Bryson City is the only town out of Haywood, Jackson, Macon and Swain counties that does not have some kind of zoning. The recent increase in growth means the town can no longer rely on developers to build appropriately and in keeping with the town’s character, according to Brad Walker, a member of the town planning board and local businessman.
“Without zoning anyone can build anything, anytime, anywhere,” Walker said.
Bryson City is a tiny town in a county largely consumed by the Great Smoky Mountains National Park and the Nantahala National Forest, leaving little territory for development. That makes good land-use planning even more important, said Dennis White, a planning board member.
“We have to be careful with what we do with what’s left,” White said. “It is very fragile.”
Several shops and building owners downtown have recently improved their property. The Great Smoky Mountains Railroad renovated a dilapidated three-story historic building downtown into an attractive downtown anchor. A streetscaping project has bestowed Everett Street with lampposts, street trees and brick in-lays on the sidewalks, with plans to expand the look throughout downtown.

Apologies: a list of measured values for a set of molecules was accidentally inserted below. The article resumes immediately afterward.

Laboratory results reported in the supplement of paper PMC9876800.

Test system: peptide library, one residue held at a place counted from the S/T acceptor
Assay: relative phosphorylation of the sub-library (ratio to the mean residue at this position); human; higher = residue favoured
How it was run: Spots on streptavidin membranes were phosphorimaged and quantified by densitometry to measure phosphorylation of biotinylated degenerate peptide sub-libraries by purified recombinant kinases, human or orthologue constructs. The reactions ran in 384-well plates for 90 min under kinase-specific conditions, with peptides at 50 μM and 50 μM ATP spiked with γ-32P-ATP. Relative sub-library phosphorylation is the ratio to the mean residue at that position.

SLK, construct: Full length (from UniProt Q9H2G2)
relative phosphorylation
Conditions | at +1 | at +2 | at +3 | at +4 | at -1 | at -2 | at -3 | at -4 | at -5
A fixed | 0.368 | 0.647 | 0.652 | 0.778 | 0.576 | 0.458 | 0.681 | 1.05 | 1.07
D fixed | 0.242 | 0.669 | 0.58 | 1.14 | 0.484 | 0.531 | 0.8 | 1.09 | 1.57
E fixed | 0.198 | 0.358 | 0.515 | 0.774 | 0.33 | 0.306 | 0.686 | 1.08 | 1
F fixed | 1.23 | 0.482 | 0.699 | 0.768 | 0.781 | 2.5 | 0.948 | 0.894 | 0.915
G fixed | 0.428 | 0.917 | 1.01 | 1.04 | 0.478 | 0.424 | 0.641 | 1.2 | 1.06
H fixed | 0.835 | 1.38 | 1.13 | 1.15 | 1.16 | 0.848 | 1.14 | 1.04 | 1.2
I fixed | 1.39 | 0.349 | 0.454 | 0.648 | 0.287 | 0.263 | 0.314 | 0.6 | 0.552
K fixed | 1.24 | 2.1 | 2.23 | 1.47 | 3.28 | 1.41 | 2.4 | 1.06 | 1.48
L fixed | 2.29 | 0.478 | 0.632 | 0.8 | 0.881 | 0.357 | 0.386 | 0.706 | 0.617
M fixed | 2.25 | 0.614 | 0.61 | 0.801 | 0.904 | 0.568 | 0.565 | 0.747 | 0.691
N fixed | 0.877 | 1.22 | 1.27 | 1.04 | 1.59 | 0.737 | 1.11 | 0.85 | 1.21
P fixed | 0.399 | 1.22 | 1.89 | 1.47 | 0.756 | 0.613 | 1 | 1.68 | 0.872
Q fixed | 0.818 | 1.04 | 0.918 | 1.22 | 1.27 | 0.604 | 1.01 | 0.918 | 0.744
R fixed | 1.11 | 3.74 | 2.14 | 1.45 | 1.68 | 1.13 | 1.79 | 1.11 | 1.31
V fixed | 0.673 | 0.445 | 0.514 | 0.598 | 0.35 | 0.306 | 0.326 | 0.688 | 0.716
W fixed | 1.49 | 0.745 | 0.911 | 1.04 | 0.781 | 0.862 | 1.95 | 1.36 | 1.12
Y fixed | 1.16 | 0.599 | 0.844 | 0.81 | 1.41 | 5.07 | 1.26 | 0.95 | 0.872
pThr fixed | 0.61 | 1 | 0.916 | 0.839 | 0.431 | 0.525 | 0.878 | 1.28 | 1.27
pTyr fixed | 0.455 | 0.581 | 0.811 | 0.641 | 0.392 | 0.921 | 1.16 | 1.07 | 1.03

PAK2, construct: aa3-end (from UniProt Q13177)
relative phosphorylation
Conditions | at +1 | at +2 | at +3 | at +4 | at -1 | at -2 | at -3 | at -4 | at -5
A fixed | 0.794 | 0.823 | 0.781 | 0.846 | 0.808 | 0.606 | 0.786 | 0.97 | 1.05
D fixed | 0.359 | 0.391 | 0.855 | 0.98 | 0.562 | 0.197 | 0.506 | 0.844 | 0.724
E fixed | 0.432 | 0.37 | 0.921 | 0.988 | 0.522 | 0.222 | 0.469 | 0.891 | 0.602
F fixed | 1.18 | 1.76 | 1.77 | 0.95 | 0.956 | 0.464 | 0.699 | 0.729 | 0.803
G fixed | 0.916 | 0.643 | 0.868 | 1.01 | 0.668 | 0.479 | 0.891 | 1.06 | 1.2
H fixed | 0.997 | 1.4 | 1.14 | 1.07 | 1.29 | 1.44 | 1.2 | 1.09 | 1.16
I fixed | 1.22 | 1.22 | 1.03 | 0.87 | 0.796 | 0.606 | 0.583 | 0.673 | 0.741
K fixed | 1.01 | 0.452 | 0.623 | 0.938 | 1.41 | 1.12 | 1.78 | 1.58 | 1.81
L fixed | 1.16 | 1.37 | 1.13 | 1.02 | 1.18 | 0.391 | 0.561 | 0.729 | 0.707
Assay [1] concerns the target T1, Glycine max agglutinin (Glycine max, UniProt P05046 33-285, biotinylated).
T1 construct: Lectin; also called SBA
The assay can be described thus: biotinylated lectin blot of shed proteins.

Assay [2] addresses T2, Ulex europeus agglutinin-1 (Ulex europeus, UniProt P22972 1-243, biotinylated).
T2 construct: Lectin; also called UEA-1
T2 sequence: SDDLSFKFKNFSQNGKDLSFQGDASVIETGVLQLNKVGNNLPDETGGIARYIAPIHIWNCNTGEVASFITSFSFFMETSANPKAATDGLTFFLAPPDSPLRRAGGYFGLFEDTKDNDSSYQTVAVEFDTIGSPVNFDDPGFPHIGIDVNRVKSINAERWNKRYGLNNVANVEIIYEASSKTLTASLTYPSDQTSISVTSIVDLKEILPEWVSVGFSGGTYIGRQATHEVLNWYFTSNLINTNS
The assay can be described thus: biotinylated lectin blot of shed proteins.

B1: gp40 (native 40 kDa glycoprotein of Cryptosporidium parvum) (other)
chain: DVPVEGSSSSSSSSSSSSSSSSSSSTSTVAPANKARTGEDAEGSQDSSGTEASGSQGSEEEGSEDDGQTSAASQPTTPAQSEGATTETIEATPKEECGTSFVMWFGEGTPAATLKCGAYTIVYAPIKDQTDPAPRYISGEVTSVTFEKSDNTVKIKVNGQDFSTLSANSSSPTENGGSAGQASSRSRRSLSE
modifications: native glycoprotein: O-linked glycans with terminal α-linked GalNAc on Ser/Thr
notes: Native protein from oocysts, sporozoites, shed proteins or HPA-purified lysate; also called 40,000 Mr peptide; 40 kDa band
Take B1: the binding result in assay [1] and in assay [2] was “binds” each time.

The upshot of the renewed investment in downtown is a new-found desire to keep it that way. Business owners who have made investments want to ensure a developer doesn’t come along and do something to spoil the town’s character, Walker said.
“No one I have talked to has been against it. Everyone wants to protect their investment,” Walker said. “It is the right time.”
In the recent Swain County commissioners primary, several county commissioner candidates cited the influx of growth and development in their platform and the need to protect what is special about Swain County. Some candidates advocated for countywide land-use planning or a subdivision ordinance that would regulate development on steep slopes.
“I don’t think we will have as much resistance to this idea as we would have 10 years ago,” said White.
The plan would also address the creation of a historic district downtown and a master parking plan. Bryson City is plagued by a lack of parking, more so than other downtowns in the region.
The land-use plan would apply to more than downtown, however. It would address development within the entire town limits, including the commercial corridors leading into town and residential areas.
The town board of aldermen has the final say on whether to adopt the land-use plan. The town board gave the planning board its blessing to work on the ordinance, indicating its members would be amenable to adopting a land-use plan. There will be at least two public hearings on the zoning ordinance.
“We don’t want to stymie growth. We want to control growth and make sure it is done in a proper manner,” Walker said.